Boehringer Ingelheim will create and maintain frozen vaccine antigen concentrate of FMD for creating the vaccine
The US Department of Agriculture (USDA) has awarded a contract to Boehringer Ingelheim to help supply a vaccine bank to protect livestock in the country from foot-and-mouth (FMD) disease.
As part of the contract, Boehringer Ingelheim will create and maintain a strategic reserve of frozen vaccine antigen concentrate that will be used to quickly formulate a vaccine against (FMD) disease in the event of an outbreak in the country.
The National Animal Vaccine and Veterinary Countermeasures Bank, commonly known as the US vaccine bank, will help the country in stockpiling veterinary vaccines and other materials to be used in the event of an outbreak of high-impact foreign animal disease.
Boehringer Ingelheim Animal Health USA president Everett Hoekstra said: “Boehringer Ingelheim has proudly supported the U.S. livestock industry for decades as a leader in animal vaccine technology.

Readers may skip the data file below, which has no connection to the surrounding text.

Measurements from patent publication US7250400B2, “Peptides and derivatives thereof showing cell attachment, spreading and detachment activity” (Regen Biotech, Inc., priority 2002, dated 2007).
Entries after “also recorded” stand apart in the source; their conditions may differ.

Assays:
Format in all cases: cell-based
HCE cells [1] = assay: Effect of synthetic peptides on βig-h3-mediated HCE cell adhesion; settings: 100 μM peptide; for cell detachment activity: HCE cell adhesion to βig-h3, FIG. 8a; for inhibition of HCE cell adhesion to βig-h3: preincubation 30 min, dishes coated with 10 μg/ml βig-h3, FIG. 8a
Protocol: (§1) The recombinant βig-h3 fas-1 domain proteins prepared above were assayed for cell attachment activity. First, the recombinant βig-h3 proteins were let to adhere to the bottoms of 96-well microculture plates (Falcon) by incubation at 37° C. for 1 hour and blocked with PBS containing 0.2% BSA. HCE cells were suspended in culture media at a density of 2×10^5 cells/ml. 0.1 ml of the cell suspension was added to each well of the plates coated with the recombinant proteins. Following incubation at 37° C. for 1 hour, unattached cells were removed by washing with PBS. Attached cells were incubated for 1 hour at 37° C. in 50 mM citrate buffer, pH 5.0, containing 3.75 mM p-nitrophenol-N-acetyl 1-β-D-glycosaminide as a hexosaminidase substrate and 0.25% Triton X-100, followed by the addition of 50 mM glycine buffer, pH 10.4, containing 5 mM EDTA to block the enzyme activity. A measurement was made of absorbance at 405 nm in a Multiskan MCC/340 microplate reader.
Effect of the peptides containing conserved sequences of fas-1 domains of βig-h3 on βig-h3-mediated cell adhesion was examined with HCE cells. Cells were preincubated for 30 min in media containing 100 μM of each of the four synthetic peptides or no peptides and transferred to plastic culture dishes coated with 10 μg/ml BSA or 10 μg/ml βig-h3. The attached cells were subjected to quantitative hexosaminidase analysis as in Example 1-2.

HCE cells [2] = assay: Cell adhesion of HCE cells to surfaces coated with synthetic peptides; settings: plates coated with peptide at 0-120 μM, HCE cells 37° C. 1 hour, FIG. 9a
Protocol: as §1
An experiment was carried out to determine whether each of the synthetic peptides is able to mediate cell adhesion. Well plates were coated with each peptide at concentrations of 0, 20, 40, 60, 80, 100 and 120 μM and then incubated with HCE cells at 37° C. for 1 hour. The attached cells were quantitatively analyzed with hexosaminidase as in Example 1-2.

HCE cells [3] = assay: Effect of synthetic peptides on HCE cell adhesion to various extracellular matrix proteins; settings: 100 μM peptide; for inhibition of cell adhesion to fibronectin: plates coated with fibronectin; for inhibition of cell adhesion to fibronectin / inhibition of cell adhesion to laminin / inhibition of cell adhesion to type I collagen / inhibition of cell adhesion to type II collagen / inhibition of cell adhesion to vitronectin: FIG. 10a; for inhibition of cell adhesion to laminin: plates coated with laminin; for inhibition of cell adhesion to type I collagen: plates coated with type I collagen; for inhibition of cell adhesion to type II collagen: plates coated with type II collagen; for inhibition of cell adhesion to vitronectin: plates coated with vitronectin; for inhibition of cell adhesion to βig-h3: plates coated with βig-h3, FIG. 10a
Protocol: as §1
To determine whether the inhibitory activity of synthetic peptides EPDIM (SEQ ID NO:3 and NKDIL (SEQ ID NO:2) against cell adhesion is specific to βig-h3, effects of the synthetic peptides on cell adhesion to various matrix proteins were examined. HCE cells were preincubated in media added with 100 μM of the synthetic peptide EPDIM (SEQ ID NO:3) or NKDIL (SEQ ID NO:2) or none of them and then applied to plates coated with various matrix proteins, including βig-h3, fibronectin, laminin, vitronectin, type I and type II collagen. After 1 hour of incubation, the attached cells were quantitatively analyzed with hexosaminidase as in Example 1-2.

“Infectious animal diseases can disrupt our food supply, and governments make significant investments to help prevent and prepare for such events.”
FMD affects cattle, pigs, sheep, goats and other animals
Boehringer Ingelheim said that FMD is a highly contagious viral disease that can affect cattle, pigs, sheep, goats and other animals with divided hooves. FMD does not affect people.
The company stated that the US eradicated FMD in 1929 and believes that an outbreak could devastate the livestock industry and, consequently, national food supply, if left unchecked.
The USDA’s Animal and Plant Health Inspection Service will be responsible for overseeing the National Animal Vaccine and Veterinary Countermeasures Bank.
Boehringer Ingelheim Animal Health US livestock business vice president Steve Boren said: “As a global leader in the storage and management of FMD vaccine banks, with FMD expertise dating back more than 70 years, Boehringer Ingelheim constantly monitors emerging disease threats.”